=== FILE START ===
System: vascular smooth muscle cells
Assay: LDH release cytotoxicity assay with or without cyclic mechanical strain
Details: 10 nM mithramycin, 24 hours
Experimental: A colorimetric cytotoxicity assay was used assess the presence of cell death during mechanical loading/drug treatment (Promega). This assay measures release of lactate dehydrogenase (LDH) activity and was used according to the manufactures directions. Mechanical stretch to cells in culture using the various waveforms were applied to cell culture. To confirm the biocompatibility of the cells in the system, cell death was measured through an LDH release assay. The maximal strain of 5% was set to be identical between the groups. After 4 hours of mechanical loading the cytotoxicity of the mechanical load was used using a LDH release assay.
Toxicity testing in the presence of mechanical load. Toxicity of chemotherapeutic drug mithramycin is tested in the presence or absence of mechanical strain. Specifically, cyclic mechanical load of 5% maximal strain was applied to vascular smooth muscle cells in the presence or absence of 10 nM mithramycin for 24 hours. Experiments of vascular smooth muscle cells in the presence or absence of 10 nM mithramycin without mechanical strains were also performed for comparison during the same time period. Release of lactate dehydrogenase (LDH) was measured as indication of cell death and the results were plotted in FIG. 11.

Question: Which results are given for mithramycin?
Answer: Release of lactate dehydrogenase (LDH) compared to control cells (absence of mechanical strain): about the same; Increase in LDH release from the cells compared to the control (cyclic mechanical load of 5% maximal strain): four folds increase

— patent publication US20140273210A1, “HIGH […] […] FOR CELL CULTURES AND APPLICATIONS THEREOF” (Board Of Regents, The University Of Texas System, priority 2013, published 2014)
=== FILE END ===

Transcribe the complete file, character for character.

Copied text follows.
System: vascular smooth muscle cells
Assay: LDH release cytotoxicity assay with or without cyclic mechanical strain
Details: 10 nM mithramycin, 24 hours
Experimental: A colorimetric cytotoxicity assay was used assess the presence of cell death during mechanical loading/drug treatment (Promega). This assay measures release of lactate dehydrogenase (LDH) activity and was used according to the manufactures directions. Mechanical stretch to cells in culture using the various waveforms were applied to cell culture. To confirm the biocompatibility of the cells in the system, cell death was measured through an LDH release assay. The maximal strain of 5% was set to be identical between the groups. After 4 hours of mechanical loading the cytotoxicity of the mechanical load was used using a LDH release assay.
Toxicity testing in the presence of mechanical load. Toxicity of chemotherapeutic drug mithramycin is tested in the presence or absence of mechanical strain. Specifically, cyclic mechanical load of 5% maximal strain was applied to vascular smooth muscle cells in the presence or absence of 10 nM mithramycin for 24 hours. Experiments of vascular smooth muscle cells in the presence or absence of 10 nM mithramycin without mechanical strains were also performed for comparison during the same time period. Release of lactate dehydrogenase (LDH) was measured as indication of cell death and the results were plotted in FIG. 11.

Question: Which results are given for mithramycin?
Answer: Release of lactate dehydrogenase (LDH) compared to control cells (absence of mechanical strain): about the same; Increase in LDH release from the cells compared to the control (cyclic mechanical load of 5% maximal strain): four folds increase

— patent publication US20140273210A1, “HIGH […] […] FOR CELL CULTURES AND APPLICATIONS THEREOF” (Board Of Regents, The University Of Texas System, priority 2013, published 2014)